I have been talking often about the learning management system (LMS), Canvas, these past few days. We are switching over to it for the coming academic year, which, according to my calculations, starts in about two and a half seconds.
One of the many features I appreciate about it is how easy it is to record a video of yourself. Within their universal text editor, you have the potential to use video feedback when evaluating a student's work, send along a video as a part of an announcement, or even just create one for a course page.
In a recent workshop I was giving, I was stopped dead in my tracks by one of the participant's comments. “I could never do that,” she said, in reference to spontaneously creating a video of herself for some portion of her course.
I had been focused on how technically easy it is for us to now create video for our courses. It hadn't occurred to me that the struggle wasn't about to end there for some people.
8 Recommendations for Making Videos
In case that resonates with any of you, I offer you eight things to consider when making a video for your class.
Videos can get very complex to create. One of my favorite examples of this is Common Craft. They have evolved their business model now, but when they used to make custom videos for clients, they would charge $10,000 to create a 3-4 minute piece.
Scripts needed to be written, graphics needed to be created, and I can only imagine the maintenance it took to get the hand that placed the images in and out of the frame looking that good.
When creating a video for one of your classes, don't start with the idea of creating a magnificent work of art. Instead, think about having a conversation with your class and inviting them to engage in your course in another way, besides reading text.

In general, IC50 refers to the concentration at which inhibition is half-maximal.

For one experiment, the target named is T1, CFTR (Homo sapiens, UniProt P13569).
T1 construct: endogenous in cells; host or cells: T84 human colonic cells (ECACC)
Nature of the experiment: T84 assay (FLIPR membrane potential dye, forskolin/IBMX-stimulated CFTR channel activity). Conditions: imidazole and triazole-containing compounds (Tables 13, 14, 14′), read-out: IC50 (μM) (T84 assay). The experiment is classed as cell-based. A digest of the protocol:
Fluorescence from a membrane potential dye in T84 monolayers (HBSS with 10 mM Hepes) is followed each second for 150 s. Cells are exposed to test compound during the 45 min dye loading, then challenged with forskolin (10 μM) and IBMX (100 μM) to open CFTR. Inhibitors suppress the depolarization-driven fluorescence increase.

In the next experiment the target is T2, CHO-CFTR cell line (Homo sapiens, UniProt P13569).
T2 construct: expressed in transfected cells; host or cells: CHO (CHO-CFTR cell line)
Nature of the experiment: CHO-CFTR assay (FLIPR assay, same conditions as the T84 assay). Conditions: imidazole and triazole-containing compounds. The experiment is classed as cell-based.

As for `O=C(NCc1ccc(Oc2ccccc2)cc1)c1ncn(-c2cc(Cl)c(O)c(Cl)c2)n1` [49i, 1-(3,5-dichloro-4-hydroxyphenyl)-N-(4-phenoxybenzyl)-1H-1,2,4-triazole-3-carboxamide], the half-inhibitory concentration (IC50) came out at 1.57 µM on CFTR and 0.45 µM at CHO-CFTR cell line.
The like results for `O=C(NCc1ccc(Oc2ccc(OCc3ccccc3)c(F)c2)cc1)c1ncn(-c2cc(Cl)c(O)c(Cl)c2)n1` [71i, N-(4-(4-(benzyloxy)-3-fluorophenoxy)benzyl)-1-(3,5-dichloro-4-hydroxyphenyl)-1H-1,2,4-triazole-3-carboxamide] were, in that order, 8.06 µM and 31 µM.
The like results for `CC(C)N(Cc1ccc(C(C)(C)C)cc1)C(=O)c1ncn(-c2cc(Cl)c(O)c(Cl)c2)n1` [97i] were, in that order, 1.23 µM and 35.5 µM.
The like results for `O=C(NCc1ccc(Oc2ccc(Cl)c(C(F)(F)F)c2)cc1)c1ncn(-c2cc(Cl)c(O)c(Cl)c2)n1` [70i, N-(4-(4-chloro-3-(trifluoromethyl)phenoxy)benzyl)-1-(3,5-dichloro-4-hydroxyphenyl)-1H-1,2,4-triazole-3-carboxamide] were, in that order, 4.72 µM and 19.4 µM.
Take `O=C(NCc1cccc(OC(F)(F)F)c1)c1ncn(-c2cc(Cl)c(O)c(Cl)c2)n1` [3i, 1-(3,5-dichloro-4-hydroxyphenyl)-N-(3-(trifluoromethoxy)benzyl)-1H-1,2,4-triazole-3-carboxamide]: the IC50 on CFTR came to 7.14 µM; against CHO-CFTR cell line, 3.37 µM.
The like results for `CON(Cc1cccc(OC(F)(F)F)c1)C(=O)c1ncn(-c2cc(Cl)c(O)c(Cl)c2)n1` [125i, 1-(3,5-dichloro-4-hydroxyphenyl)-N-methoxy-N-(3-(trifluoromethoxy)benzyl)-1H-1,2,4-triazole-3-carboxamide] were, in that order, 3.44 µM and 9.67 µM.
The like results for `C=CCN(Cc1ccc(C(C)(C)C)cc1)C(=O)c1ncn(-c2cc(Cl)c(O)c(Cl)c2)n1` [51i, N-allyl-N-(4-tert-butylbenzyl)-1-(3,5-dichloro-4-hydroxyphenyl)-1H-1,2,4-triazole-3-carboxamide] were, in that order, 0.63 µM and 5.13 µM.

Use Bullets to Organize Your Thoughts
While you may decide to provide a transcript of your video, I don't recommend reading from a script, as you're creating it. Even the greatest orators make it obvious to us when they're reading off a teleprompter.
Create a list of a few bullets you want to address and use that as your guide. Consider that even if you wind up forgetting to say something, no one will be the wiser (unless you tell them). You can always include additional information in text form, that you use to accompany the video.
Consider having one core story, statistic, or anecdote to use in your video, as a means for generating interest.
Look at your web cam
One thing effective presenters do is make eye contact with various people during their talk. It's the same thing when you're recording a video, except your method of eye contact is going to be through you looking at your web cam, not at your computer screen.
This takes some getting used to, but is worth practicing, for the effect it produces.
Record for the ears and the eyes
My belief is that we should keep things simple when creating videos for our classes. But, one place worth paying close attention to is your sound and video quality. You want good picture quality coming from your web cam, as well as high audio quality that either gets captured from your web cam, or another external device.